Another issue is the question of permanence. For growing forests a significant risk is permanence, that is, to what extent will the forest will be preserved over a very long period, as opposed to short term preservation with destruction to follow. If the forest is logged or it burns or dies from disease, then the carbon sequestered in the trees, plant life, and soil, will be largely emitted to the atmosphere and future sequestration of carbon dioxide will not occur. The carbon credits that are generated would be without substance if after five years the forest is destroyed. Forestry projects are largely long-term projects, lasting 20 to 100 years in most cases. Parties must show the registration entity and the verifiers that review the Project Design Document that the forest will not be cut down, burned, or harvested within the relevant project period. One approach used by the VCS to address permanence concerns is to hold back a percentage of the verified credits and to release them back over time, say the 30-year life of the project, to the project developer.
One of the other major concern for forest projects is leakage. For forest projects, leakage involves the question of whether the reduction in deforestation or degradation in one are simply moves that activity to a nearby property or a significant distance away. As an illustration, burning forests for soy bean farming, which is such a significant problem in Brazil, moves from one part of a state in a country where actions have been taken to stop such burning to another area in that state or to an altogether different state. Measuring and addressing these issues is required by the VCS.
Though the real game right now for REDD and reforestation projects lies with the VCS and voluntary carbon credits, it appears fairly clear that forest carbon projects will play a role and be large part of future US federal legislation and already has been accepted as an offset mechanisms in the California climate change regulatory system and will likely be part of the three multi-state climate change regulatory programs that are evolving and will go into effect even if Congress does not act to pass climate change legislation. The discussions at the international level appear to be moving toward accepting forest-based offset credits.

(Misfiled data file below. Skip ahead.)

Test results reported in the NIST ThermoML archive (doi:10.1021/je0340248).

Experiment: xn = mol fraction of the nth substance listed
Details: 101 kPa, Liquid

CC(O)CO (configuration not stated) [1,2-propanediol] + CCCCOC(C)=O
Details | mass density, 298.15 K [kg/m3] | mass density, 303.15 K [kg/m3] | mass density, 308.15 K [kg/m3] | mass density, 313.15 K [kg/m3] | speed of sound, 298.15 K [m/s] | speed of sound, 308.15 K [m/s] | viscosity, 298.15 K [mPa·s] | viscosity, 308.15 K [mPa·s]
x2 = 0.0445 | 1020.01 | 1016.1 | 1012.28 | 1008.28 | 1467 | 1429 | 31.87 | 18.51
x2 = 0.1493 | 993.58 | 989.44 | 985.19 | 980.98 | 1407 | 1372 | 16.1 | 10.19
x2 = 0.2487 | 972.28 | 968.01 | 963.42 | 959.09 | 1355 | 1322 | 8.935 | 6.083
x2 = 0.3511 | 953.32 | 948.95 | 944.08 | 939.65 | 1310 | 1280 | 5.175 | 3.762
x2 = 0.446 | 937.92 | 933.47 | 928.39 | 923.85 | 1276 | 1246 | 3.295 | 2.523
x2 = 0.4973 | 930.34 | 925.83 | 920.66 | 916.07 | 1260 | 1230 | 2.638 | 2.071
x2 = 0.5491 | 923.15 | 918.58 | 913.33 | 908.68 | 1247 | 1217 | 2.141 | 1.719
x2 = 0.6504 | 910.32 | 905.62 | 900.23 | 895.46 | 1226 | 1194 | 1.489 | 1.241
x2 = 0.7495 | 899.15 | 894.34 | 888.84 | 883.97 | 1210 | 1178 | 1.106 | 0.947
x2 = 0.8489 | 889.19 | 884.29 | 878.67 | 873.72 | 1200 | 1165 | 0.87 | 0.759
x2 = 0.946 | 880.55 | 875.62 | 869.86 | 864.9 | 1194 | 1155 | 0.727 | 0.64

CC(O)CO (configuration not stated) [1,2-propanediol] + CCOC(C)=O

The greenhouse gas emissions from forest destruction are so massive, that we cannot avoid taking on the need to reduce this destruction dramatically. More and more major greenhouse gas emitters in the United States are beginning to review this opportunity and to look at investing in project-based REDD opportunities. The thinking is that investment in a project or entering into emission reduction purchase agreements that allow a company to have a right to purchase REDD credits once approved and verified, provides a good hedging mechanism for future offset prices. More and more of our clients are looking at both domestic and international forest carbon projects either as project developers or as investors to ensure that they take advantage of the opportunities that forest carbon projects provide. Ironically, utilities and oil and gas companies may find that trees are truly their best friends when it comes to addressing the first few years of a cap and trade system in the United States.